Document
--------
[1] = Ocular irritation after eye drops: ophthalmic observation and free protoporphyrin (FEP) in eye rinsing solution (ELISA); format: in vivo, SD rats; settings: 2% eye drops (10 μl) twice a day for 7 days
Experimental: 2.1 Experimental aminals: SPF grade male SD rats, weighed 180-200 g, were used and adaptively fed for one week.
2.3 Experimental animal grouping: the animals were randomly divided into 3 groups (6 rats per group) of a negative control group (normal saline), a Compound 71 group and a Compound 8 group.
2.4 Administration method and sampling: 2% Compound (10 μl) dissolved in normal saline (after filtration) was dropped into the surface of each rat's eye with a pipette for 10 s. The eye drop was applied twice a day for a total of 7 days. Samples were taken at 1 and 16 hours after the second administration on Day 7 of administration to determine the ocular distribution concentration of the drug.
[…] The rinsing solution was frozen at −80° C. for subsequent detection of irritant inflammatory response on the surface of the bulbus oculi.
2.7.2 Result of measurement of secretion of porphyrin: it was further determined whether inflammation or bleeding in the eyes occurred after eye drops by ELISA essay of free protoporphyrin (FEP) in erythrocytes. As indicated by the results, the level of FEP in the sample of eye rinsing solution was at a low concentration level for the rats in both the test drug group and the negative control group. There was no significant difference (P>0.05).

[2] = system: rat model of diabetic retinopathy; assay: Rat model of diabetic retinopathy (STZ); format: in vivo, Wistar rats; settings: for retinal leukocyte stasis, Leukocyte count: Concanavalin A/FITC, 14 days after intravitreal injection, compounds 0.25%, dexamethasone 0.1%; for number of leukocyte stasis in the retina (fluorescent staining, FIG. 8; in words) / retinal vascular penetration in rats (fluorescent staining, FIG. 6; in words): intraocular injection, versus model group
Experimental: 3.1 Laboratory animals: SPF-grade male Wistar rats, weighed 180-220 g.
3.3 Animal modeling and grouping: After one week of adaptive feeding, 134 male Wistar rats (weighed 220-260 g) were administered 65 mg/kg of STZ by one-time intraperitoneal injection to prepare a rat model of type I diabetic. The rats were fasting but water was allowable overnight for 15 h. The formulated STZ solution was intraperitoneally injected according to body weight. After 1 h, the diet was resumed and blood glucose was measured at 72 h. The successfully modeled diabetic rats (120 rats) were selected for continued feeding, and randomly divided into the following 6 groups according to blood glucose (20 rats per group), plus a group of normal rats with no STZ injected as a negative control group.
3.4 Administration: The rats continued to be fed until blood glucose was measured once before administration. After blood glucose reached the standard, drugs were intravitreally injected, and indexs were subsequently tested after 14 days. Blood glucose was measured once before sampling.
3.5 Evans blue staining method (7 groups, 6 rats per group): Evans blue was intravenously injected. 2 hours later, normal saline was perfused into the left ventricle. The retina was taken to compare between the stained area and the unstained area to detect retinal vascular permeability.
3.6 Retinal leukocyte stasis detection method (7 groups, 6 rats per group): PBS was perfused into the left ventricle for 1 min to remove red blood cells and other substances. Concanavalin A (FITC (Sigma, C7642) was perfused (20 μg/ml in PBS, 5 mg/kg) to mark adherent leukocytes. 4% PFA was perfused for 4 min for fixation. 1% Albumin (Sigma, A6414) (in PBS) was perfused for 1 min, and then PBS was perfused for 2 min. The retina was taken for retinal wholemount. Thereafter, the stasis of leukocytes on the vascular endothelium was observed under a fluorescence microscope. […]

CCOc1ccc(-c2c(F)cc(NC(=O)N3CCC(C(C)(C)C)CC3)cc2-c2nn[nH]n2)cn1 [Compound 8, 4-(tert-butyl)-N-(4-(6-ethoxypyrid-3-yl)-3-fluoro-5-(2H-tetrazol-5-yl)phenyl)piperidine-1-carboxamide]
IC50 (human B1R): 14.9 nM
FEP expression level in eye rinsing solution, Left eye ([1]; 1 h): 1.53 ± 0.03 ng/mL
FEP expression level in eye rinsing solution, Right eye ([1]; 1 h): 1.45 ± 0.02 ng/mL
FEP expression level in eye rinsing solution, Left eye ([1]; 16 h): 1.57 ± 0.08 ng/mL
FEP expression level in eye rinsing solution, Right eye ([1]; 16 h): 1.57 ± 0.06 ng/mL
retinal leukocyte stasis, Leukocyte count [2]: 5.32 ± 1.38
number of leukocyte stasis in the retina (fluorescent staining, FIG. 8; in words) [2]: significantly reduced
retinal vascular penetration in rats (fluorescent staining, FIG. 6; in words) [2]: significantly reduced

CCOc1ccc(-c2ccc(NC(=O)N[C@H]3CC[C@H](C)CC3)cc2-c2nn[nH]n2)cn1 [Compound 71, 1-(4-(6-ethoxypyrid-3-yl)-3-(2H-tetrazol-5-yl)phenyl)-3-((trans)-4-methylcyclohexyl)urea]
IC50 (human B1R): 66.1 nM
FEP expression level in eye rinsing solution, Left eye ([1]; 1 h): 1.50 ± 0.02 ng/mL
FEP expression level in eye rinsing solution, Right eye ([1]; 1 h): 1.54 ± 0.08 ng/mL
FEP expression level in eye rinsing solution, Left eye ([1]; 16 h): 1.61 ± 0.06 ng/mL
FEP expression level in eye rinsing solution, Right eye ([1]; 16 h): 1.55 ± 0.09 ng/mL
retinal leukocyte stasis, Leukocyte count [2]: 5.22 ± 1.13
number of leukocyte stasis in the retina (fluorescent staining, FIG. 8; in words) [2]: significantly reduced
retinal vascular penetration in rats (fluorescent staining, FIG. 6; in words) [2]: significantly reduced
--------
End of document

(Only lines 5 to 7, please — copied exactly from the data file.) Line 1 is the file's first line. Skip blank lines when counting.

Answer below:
[…] The rinsing solution was frozen at −80° C. for subsequent detection of irritant inflammatory response on the surface of the bulbus oculi.
2.7.2 Result of measurement of secretion of porphyrin: it was further determined whether inflammation or bleeding in the eyes occurred after eye drops by ELISA essay of free protoporphyrin (FEP) in erythrocytes. As indicated by the results, the level of FEP in the sample of eye rinsing solution was at a low concentration level for the rats in both the test drug group and the negative control group. There was no significant difference (P>0.05).

[2] = system: rat model of diabetic retinopathy; assay: Rat model of diabetic retinopathy (STZ); format: in vivo, Wistar rats; settings: for retinal leukocyte stasis, Leukocyte count: Concanavalin A/FITC, 14 days after intravitreal injection, compounds 0.25%, dexamethasone 0.1%; for number of leukocyte stasis in the retina (fluorescent staining, FIG. 8; in words) / retinal vascular penetration in rats (fluorescent staining, FIG. 6; in words): intraocular injection, versus model group